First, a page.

UPDATED August 2021
Mosquito bites can be more than just annoying and itchy. Some types of mosquitoes, both in the United States and around the world, spread viruses that can cause disease.
Mosquitoes bite during the day and night, live indoors and outdoors, and search for warm places as temperatures begin to drop. Some will hibernate in enclosed spaces, garages, sheds, and under (or inside) homes to survive cold temperatures. In the United States, mosquito season starts in the spring and summer, continuing through fall. The peak mosquito season lasts from June to November in Los Angeles County.
West Nile Virus
Mosquitos become infected with West Nile Virus when they feed on infected birds. Infected mosquitos can them transmit the virus to humans through biting. West Nile Virus is the most prevalent and serious vector-borne disease in California. It has been detected in all 58 counties in California since 2004 and remains active throughout Los Angeles County. There have been more than 7,200 human cases and more than 300 deaths reported in California since 2003. In 2020, 93 cases and 7 deaths were reported in Los Angeles County.
Everyone is at risk of West Nile Virus infection, but people over 50 and those with certain medical conditions (e.g. cancer, diabetes, hypertension, kidney disease and people who have received organ transplants) are most at risk of serious illness and long-term health problems. Symptoms will develop 2-14 days after being bitten, although most people will not develop any symptoms. Symptoms can range from fever, headache, body aches, joint pains, vomiting, diarrhea or rash, to severe illness affecting the central nervous system.
There is no vaccine for West Nile Virus and no treatment to cure the illness once an individual becomes sick. Reduction of mosquito breeding sources and protection from mosquito bites are the best ways to prevent West Nile Virus infection.
Zika infection during pregnancy can cause a birth defect of the brain called microcephaly, as well as other severe brain defects. It is also linked to miscarriage and stillbirth. Zika is spreading in Mexico, Central and South America, and the Caribbean. If you’re pregnant or plan to become pregnant, protect yourself from mosquito bites. Wait to travel to these areas until after your baby is born. Zika is not currently being transmitted by local mosquitoes in Los Angeles County or California.
If you think you might have a mosquito-borne disease, contact your healthcare provider for a proper diagnosis.
The most effective way to avoid getting sick from mosquito-borne viruses when at home and during travel is to prevent mosquito bites.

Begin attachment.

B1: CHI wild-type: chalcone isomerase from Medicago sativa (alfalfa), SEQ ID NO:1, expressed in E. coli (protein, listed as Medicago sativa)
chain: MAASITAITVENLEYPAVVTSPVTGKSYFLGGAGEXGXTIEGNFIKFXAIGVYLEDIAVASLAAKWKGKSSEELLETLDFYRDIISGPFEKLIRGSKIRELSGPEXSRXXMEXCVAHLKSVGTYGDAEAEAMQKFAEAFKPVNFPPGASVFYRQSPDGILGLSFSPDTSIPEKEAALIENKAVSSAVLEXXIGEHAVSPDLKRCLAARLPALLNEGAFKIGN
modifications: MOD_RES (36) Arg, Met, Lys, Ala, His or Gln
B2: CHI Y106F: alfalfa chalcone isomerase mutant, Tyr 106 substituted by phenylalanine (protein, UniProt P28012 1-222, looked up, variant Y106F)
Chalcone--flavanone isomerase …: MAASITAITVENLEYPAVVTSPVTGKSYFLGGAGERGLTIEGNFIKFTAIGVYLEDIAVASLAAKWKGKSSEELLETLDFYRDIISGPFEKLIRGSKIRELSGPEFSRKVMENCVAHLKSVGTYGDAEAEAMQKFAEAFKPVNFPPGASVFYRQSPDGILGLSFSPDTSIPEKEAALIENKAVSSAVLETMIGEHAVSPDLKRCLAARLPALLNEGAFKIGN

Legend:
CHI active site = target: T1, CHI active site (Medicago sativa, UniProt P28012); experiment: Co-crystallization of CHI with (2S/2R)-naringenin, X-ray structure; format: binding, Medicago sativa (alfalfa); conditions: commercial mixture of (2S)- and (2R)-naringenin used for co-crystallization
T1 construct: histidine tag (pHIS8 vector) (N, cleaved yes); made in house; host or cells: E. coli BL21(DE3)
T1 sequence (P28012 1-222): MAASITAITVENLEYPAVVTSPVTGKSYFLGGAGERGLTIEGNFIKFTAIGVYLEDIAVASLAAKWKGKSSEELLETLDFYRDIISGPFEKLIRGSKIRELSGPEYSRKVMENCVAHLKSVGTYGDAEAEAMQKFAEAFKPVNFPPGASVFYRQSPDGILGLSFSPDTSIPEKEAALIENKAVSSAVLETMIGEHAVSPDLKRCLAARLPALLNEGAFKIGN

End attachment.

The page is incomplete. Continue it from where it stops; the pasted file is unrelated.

- Use Environmental Protection Agency-registered insect repellents that contain 5-30% DEET, picaridin, IR3535, citronella or oil of lemon eucalyptus. Always read and follow label instructions. Find the right insect repellent for you by using EPA’s search tool.
- Wear long-sleeved shirts, long pants, shoes and socks when outside
- Use screens on windows and doors to keep mosquitoes outside
- Remove standing water from items inside and outside your home like planters, trash cans, pet water dishes, birdbaths and swimming pool covers once a week
- Stock garden ponds with mosquitofish (Gambusia affinis), goldfish, Koi or other mosquito-eating fish. These feed on mosquito eggs and larvae.
- Learn about destination-specific health risks and recommendations before you travel by visiting the CDC
- For more information specific to the South Bay, visit the Los Angeles County West Vector & Vector-Borne Disease Control District or call them at (310) 915-7370 for service and assistance with:
- Mosquito problems, West Nile virus, and Zika information
- Ticks, honey bee swarms, colonies or other stinging insects (outside of structures)
- Mosquito Control Checklist
- Los Angeles County Department of Public Health
- Stagnant swimming pools or “green pools” should be reported to the Public Health Environmental Health Bureau at (626) 430-5200, or to a local vector control agency.
- California West Nile Virus
- Report dead birds to the California Dead Bird Hotline at (877) WNV-BIRD or online here
- California Department of Public Health
- Centers for Disease Control & Prevention
Information Sourced From: